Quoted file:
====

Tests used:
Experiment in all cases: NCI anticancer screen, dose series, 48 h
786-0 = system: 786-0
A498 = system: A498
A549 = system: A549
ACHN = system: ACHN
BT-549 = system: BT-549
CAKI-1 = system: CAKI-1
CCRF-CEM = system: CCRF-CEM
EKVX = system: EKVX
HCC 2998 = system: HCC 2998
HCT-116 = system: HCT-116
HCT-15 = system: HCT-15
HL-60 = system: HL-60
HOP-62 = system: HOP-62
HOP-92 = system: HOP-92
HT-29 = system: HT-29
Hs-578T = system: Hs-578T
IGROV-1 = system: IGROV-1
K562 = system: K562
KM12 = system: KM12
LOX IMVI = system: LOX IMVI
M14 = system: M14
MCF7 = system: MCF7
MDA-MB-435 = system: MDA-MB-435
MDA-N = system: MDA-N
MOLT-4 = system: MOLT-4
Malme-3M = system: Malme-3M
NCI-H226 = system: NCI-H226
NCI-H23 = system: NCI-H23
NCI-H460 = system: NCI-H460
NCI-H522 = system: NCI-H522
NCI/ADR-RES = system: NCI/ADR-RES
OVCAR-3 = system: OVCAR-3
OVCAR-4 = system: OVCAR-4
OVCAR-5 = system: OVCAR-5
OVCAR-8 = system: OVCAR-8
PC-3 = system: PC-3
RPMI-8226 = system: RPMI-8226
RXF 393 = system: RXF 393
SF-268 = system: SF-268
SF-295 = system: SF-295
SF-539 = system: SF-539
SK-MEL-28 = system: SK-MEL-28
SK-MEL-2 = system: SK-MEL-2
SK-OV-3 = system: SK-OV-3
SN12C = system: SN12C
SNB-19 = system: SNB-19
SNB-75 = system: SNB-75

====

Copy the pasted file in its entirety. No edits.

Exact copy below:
Tests used:
Experiment in all cases: NCI anticancer screen, dose series, 48 h
786-0 = system: 786-0
A498 = system: A498
A549 = system: A549
ACHN = system: ACHN
BT-549 = system: BT-549
CAKI-1 = system: CAKI-1
CCRF-CEM = system: CCRF-CEM
EKVX = system: EKVX
HCC 2998 = system: HCC 2998
HCT-116 = system: HCT-116
HCT-15 = system: HCT-15
HL-60 = system: HL-60
HOP-62 = system: HOP-62
HOP-92 = system: HOP-92
HT-29 = system: HT-29
Hs-578T = system: Hs-578T
IGROV-1 = system: IGROV-1
K562 = system: K562
KM12 = system: KM12
LOX IMVI = system: LOX IMVI
M14 = system: M14
MCF7 = system: MCF7
MDA-MB-435 = system: MDA-MB-435
MDA-N = system: MDA-N
MOLT-4 = system: MOLT-4
Malme-3M = system: Malme-3M
NCI-H226 = system: NCI-H226
NCI-H23 = system: NCI-H23
NCI-H460 = system: NCI-H460
NCI-H522 = system: NCI-H522
NCI/ADR-RES = system: NCI/ADR-RES
OVCAR-3 = system: OVCAR-3
OVCAR-4 = system: OVCAR-4
OVCAR-5 = system: OVCAR-5
OVCAR-8 = system: OVCAR-8
PC-3 = system: PC-3
RPMI-8226 = system: RPMI-8226
RXF 393 = system: RXF 393
SF-268 = system: SF-268
SF-295 = system: SF-295
SF-539 = system: SF-539
SK-MEL-28 = system: SK-MEL-28
SK-MEL-2 = system: SK-MEL-2
SK-OV-3 = system: SK-OV-3
SN12C = system: SN12C
SNB-19 = system: SNB-19
SNB-75 = system: SNB-75